Mobile network signaling has at least two significant aspects. One aspect involves the signaling between an MS and the rest of the network. In the case of 2G ("2G" is the industry term used for "second generation") and later technology, this signaling concerns access methods used by the MS (such as TDMA or CDMA), pertaining to, for example, assignment of radio channels and authentication. A second aspect involves the signaling among the various entities in the mobile network, such as the signaling among the MSCs, BSCs, VLRs, and HLRs. This second part is sometimes referred to as the Mobile Application Part ("MAP") especially when used in the context of Signaling System No. 7 ("SS7"). SS7 is a common channel signaling system by which elements of the telephone network exchange information, in the form of messages.
The various forms of signaling (as well as the data and voice communication) are transmitted and received in accordance with various standards. For example, the Electronics Industries Association ("EIA") and Telecommunications Industry Association ("TIA") help define many U.S. standards, such as IS-41, which is a MAP standard. Analogously, the CCITT and ITU help define international standards, such as GSM-MAP, which is an international MAP standard. Information about these standards is well known and may be found from the relevant organizing bodies as well as in the literature, see, e.g., Bosse, SIGNALING IN TELECOMMUNICATIONS NETWORKS (Wiley 1998).
To deliver a call from an MS 114, a user dials the number and presses "send" on a cell phone or other MS. The MS 114 sends the dialed number indicating the service requested to the MSC 110 via the BS 107. The MSC 110 checks with an associated VLR 116 (described below) to determine whether the MS 114 is allowed the requested service. The serving MSC routes the call to the local exchange of the dialed user on the PSTN 120. The local exchange alerts the called user terminal, and an answer back signal is routed back to the MS 114 through the serving MSC 110 which then completes the speech path to the MS. Once the setup is completed the call may proceed.
To deliver a call to an MS 114, (assuming that the call originates from the PSTN 120) the PSTN user dials the MS's associated phone number. At least according to U.S. standards, the PSTN 120 routes the call to the MS's home MSC (which may or may not be the MSC serving the MS). The MSC then interrogates the HLR 118 to determine which MSC is currently serving the MS. This also acts to inform the serving MSC that a call is forthcoming. The home MSC then routes the call to the serving MSC. The serving MSC pages the MS via the appropriate BS. The MS responds and the appropriate signaling links are set up.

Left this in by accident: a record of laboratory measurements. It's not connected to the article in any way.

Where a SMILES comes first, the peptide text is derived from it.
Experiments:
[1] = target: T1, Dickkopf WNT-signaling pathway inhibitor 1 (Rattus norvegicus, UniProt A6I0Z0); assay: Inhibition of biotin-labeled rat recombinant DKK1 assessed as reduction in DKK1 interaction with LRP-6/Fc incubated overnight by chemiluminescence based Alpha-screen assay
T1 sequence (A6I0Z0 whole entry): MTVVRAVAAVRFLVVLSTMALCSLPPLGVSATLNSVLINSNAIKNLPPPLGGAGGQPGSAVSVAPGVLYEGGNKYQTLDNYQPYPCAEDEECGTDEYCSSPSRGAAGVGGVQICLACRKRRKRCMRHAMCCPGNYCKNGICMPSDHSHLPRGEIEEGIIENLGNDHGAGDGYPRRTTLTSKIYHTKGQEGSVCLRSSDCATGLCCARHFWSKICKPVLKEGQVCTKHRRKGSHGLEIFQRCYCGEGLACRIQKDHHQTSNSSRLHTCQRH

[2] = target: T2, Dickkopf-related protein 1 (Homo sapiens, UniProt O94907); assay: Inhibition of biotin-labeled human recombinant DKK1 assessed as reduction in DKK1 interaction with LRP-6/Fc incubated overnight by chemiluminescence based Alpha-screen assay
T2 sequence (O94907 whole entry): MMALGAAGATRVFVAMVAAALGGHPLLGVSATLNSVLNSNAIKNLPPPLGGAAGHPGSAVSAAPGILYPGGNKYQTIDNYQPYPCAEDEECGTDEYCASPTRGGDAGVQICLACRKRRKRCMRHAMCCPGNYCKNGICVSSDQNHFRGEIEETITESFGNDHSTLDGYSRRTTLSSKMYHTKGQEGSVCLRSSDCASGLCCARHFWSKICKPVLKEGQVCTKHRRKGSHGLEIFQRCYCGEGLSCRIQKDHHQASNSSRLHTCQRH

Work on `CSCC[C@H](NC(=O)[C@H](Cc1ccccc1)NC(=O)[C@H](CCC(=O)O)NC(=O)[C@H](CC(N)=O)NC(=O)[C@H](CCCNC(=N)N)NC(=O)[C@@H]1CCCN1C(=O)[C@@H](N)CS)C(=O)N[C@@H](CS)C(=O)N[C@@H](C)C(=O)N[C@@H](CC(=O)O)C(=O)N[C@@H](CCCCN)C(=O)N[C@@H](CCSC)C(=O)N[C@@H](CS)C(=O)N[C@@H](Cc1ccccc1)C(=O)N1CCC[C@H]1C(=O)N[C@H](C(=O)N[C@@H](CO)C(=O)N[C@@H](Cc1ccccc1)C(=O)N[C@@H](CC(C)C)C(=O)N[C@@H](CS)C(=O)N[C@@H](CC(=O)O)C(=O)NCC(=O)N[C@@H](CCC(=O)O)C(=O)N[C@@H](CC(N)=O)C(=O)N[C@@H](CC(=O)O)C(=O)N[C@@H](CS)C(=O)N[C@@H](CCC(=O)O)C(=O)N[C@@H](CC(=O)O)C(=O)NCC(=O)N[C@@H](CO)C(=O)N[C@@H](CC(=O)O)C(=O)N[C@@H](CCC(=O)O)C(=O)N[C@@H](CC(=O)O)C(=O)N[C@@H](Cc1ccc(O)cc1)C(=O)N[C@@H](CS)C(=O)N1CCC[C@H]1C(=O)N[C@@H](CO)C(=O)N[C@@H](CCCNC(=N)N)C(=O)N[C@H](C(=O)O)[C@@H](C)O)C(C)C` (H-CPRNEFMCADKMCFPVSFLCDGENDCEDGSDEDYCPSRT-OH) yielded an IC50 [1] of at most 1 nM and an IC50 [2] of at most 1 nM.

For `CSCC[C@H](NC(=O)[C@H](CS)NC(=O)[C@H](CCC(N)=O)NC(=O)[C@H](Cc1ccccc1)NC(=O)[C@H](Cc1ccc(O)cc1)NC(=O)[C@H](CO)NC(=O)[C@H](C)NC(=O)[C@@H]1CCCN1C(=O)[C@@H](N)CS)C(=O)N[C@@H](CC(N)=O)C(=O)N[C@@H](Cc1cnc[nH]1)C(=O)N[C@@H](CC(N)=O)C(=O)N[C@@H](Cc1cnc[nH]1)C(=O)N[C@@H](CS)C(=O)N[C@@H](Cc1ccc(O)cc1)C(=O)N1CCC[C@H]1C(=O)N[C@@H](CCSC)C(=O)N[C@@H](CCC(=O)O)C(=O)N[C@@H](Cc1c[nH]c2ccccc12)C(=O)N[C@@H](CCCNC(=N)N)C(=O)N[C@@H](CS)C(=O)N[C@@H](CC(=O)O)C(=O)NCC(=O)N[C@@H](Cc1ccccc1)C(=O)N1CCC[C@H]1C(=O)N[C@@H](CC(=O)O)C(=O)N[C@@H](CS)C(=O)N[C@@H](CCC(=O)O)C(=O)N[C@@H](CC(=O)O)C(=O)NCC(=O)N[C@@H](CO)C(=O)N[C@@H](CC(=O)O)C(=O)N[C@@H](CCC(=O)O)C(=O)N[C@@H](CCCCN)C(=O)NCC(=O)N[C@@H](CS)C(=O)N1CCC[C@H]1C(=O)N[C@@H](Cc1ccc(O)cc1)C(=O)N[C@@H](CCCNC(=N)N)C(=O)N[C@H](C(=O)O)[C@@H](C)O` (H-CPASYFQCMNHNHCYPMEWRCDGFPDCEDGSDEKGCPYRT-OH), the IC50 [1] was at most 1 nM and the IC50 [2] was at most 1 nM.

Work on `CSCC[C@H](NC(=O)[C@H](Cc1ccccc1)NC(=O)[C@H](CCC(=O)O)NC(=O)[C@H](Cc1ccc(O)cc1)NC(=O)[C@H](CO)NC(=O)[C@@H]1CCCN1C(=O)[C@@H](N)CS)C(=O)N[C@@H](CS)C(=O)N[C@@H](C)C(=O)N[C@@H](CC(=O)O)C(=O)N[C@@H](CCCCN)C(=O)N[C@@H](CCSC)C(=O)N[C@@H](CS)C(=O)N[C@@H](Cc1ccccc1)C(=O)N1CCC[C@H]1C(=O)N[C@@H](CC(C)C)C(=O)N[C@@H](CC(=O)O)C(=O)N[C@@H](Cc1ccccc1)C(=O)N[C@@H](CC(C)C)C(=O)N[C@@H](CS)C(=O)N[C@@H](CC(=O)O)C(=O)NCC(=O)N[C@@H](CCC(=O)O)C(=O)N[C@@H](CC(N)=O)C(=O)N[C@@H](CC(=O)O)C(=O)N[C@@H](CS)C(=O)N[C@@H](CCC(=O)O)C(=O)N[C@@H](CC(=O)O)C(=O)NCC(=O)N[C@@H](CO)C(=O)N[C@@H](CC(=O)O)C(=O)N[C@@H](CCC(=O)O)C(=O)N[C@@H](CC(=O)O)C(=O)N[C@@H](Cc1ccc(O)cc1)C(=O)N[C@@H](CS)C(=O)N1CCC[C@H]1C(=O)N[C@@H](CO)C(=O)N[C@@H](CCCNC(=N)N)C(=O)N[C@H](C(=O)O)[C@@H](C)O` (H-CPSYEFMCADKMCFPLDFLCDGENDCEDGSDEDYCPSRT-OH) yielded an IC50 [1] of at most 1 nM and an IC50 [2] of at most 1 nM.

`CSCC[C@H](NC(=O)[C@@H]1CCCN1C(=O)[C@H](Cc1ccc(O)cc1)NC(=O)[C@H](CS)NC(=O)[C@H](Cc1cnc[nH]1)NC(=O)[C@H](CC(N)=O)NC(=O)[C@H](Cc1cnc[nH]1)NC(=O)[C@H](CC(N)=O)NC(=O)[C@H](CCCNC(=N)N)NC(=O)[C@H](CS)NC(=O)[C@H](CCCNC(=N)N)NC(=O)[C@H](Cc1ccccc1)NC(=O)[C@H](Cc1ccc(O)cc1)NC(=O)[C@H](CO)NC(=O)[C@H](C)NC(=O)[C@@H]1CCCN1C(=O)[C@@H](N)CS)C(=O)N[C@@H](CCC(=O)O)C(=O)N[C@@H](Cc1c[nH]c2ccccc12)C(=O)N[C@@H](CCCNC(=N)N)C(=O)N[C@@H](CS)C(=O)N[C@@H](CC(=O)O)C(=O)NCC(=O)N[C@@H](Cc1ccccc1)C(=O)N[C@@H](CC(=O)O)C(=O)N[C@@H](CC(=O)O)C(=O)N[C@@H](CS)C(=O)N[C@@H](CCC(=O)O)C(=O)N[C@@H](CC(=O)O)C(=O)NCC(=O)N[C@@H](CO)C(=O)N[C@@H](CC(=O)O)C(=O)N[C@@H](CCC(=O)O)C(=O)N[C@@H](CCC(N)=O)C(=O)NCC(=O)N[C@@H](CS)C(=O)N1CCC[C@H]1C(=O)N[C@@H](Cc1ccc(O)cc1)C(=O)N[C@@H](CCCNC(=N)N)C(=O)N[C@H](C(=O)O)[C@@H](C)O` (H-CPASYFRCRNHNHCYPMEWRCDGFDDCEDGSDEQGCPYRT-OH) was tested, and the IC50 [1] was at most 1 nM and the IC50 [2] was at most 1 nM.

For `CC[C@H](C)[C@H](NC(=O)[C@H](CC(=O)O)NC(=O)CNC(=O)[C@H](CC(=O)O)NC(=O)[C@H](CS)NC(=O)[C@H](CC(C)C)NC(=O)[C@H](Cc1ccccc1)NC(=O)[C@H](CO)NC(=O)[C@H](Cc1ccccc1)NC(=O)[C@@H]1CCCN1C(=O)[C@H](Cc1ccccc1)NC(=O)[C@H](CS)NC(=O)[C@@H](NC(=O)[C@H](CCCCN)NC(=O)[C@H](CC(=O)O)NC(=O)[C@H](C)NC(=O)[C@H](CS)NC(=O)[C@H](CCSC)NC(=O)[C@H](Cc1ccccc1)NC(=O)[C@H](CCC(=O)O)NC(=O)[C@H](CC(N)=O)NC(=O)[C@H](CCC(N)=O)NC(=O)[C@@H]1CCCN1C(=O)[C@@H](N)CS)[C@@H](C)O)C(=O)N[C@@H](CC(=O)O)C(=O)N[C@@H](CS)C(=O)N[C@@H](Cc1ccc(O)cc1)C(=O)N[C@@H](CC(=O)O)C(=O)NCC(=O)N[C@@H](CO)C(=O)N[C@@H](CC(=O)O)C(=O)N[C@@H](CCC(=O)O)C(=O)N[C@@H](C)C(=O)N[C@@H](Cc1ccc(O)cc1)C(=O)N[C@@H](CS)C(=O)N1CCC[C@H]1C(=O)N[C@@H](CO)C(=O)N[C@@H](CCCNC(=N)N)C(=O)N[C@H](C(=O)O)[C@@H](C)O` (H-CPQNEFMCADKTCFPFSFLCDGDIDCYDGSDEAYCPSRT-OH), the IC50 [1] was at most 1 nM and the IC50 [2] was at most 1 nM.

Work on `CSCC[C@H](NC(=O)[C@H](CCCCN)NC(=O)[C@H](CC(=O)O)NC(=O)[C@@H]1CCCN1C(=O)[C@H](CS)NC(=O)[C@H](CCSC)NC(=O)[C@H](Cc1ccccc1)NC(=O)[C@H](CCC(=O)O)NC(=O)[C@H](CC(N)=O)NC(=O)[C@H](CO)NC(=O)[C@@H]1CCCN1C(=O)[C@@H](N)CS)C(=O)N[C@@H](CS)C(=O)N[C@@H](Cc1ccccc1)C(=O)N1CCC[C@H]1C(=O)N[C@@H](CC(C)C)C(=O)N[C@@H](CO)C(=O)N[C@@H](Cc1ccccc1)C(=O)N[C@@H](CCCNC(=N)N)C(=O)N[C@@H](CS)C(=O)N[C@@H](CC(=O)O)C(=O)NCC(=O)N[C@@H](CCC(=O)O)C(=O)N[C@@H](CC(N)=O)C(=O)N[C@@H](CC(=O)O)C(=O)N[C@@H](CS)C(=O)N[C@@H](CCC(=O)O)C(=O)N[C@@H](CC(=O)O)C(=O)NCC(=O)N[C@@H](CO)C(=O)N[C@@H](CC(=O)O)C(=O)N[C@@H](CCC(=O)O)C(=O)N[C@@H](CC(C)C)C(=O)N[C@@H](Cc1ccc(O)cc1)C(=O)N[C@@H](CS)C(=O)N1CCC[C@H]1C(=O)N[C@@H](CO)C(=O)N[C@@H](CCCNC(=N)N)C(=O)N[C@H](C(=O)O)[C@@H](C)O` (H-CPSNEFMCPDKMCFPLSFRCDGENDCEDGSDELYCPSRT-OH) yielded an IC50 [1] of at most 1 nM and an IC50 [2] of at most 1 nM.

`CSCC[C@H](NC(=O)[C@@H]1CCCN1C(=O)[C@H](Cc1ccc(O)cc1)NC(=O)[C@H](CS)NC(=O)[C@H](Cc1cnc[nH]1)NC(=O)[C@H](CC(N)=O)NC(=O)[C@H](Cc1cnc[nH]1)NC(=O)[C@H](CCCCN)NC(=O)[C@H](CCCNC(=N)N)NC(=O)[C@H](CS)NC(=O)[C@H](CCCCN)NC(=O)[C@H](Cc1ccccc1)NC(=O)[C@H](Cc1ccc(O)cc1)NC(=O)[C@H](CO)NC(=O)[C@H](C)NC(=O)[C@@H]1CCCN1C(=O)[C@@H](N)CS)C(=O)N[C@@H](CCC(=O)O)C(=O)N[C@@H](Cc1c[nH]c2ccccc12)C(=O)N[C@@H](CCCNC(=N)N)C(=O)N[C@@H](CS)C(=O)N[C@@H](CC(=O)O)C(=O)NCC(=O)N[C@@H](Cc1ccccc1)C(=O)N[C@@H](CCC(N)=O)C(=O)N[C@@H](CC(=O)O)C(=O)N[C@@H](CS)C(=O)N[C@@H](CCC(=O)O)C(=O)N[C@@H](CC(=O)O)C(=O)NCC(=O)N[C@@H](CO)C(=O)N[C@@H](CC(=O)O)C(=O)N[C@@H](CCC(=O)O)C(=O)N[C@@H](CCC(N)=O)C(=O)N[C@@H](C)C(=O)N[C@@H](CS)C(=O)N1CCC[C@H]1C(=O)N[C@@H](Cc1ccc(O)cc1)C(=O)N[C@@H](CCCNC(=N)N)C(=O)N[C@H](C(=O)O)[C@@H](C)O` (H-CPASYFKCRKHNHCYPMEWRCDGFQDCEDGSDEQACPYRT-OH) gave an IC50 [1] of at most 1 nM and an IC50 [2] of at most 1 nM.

During a call, the BS 107 and MS 114 may cooperate to change channels or BTSs 102, if needed, for example, because of signal conditions. These changes are known as "handoffs," and they involve their own types of known messages and signaling.
FIG. 2 shows in more detail the signaling and user traffic interfaces between a BS 107 and an MSC 110 in a CDMA mobile network. The BS 107 communicates signaling information using an SS7-based interface for controlling voice and data circuits known as the "A1" interface. An interface known as "A2" carries user traffic (such as voice signals) between the switch component 204 of the MSC and the BS 107. An interface known as "A5" is used to provide a path for user traffic for circuit-switched data calls (as opposed to voice calls) between the source BS and the MSC. Information about one or more of A1, A2, A5 may be found in CDMA Internetworking--Deploying the Open-A Interface, Su-Lin Low, Ron Schneider, Prentice Hall, 2000, ISBN 0-13-088922-9.
Mobile communications providers are supplying newer services, e.g., "data calls" to the Internet. For at least some of these services, MSCs are not cost effective because they were primarily designed for voice calls. Integration of new services into the MSC is difficult or infeasible because of the proprietary and closed designs used by many MSC software architectures. That is, the software logic necessary to provide the services is not easy to add to the MSC 110. Often, a switch adjunct is used to provide such services. For example, an Inter-Working Function ("IWF") is an adjunct to route a data call to the Internet. Either approach--integrating functionality into the MSC or adding a trunk-side adjunct--involves the MSC in the delivery of service. Integrating new services via MSC design changes or through trunk-side adjuncts can increase network congestion at the MSC and consume costly MSC resources.